On Wednesday, President Donald Trump plans to sign legislation to temporarily extend the $10 billion Choice program until its money runs out, pending the administration's plan due out by fall.
President Donald Trump talks about the Veterans Choice Program Extension and Improvement Act before signing it, Wednesday, April 19, 2017, in the Roosevelt Room of the White House in Washington. The program was scheduled to expire on August 7 with almost $1 billion left over.
The president added that the bill lets waiting veterans see "the doctor of their choice" and avoid having to travel long distances to get care. Trump specifically thanked Senator John McCain and Senator Johnny Isakson for their work on the bill, as well as Rep. Phil Roe, the Chairman of the House Committee on Veterans Affairs. "We will fight each and every day to deliver the long-awaited reforms our veterans deserve and to protect those who have so courageously protected each and every one of us".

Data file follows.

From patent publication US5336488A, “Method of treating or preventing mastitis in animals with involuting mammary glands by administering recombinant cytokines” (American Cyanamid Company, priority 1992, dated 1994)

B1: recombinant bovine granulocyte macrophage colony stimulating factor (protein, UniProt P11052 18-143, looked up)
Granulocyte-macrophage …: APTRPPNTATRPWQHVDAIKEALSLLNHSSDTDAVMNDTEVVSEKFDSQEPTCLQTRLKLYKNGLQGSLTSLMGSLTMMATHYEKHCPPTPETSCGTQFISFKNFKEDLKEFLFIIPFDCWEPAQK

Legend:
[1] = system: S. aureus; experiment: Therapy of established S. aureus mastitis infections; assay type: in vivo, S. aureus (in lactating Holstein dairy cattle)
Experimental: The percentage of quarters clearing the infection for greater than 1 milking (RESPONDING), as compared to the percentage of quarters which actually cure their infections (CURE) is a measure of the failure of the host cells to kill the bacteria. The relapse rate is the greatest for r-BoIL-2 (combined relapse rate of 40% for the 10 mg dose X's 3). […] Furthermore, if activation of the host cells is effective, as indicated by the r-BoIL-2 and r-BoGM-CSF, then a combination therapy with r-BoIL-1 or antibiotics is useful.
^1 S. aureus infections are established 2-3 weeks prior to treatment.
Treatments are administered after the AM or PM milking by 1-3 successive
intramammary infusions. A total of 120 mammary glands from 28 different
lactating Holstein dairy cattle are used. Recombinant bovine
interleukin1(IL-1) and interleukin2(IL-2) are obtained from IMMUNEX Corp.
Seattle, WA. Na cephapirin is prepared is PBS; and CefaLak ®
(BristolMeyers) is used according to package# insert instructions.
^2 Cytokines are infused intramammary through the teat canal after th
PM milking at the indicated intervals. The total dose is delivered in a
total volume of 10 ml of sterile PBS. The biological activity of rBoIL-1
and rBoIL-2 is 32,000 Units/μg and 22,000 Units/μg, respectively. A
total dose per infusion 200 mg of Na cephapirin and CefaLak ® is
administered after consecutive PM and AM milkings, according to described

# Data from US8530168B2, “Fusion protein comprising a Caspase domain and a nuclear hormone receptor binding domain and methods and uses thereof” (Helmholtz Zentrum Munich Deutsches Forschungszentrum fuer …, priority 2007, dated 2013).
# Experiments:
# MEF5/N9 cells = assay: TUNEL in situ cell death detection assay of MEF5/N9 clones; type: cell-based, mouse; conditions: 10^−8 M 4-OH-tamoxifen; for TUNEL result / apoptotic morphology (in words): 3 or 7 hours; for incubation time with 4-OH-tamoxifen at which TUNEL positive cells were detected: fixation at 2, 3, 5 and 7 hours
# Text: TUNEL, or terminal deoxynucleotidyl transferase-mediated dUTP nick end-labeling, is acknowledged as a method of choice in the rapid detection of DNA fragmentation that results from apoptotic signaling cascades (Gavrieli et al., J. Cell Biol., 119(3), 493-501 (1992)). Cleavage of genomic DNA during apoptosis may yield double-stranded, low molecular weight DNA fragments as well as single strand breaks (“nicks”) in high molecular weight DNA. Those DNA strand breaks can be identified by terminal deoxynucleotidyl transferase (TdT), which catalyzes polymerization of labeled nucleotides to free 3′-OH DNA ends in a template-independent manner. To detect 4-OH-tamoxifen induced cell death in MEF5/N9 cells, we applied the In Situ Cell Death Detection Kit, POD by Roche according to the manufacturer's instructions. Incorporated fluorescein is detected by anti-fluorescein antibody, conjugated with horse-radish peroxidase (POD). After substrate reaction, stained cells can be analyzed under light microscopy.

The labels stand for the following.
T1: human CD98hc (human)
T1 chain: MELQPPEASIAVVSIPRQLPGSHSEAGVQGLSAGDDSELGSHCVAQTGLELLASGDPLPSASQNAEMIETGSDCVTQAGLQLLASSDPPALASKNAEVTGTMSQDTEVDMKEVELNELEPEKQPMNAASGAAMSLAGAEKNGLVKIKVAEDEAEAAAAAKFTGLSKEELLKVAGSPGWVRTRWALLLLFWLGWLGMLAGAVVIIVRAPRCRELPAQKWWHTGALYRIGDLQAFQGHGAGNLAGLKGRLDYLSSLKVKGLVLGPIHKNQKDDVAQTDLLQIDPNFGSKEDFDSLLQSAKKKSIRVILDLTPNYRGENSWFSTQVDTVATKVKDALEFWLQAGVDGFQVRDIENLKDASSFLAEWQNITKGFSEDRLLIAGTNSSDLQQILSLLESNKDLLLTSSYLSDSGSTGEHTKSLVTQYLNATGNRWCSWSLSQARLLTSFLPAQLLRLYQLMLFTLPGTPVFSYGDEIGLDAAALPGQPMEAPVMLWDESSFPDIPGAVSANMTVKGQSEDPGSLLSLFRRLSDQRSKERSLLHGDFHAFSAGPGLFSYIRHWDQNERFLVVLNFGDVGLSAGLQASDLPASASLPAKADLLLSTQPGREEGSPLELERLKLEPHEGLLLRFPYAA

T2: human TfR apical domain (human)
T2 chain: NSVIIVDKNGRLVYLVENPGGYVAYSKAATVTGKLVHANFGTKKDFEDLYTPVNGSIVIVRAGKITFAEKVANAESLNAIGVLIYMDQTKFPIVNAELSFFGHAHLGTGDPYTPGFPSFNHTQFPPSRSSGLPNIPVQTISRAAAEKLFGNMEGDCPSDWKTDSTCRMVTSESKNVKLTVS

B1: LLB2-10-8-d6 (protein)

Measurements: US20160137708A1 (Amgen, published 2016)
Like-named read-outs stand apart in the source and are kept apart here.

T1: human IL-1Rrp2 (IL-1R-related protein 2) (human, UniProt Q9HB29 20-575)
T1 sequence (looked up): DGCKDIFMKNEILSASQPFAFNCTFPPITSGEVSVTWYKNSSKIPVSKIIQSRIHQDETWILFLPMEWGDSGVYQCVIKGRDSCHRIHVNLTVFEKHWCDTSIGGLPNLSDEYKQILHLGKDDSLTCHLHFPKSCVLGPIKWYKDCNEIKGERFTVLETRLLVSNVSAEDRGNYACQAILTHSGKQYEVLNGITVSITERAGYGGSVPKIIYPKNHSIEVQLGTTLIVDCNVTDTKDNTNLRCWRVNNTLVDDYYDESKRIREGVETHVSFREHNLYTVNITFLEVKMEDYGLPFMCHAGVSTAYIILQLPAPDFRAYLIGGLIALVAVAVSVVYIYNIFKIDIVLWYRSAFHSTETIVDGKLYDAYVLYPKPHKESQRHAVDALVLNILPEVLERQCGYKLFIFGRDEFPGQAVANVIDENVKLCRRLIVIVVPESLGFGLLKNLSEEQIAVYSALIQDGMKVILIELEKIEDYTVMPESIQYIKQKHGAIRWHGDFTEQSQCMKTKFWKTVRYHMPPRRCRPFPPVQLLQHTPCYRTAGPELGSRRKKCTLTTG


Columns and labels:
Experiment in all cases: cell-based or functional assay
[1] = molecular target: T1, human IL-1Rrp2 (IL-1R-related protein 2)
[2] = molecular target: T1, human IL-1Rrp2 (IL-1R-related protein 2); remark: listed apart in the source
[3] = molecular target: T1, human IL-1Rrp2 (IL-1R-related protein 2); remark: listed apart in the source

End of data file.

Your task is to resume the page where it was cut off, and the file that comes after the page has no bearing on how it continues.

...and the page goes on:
We must never go back to the pre-scandal days where a VA bureaucrat had the final say as to where and when a veteran got their health care.
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Mr. Obama fired his first VA secretary, Eric Shinseki, in the wake of the scandal in 2014.
The program is meant to provide more timely care by allowing veterans to go outside the VA network only in cases where they had to wait more than 30 days for an appointment or drive more than 40 miles to a facility.
It's a fix that hasn't fixed much, but the troubled Veterans Choice program has been extended anyway. "Congress now has some time to work with Shulkin on broader, more permanent choice reforms". "And I think we'll get more providers jumping on board, and we'll get more veterans using it, if the time to set up those appointments is reduced dramatically". Please support our efforts.
Conservatives calling for privatization say the VA provides medical services to only about 45 percent of veterans, and they point to delays and inefficiencies dogging the current system. Shulkin said last month that the looming expiration had already been affecting veterans' appointments in cases when they were scheduling procedures months in advance.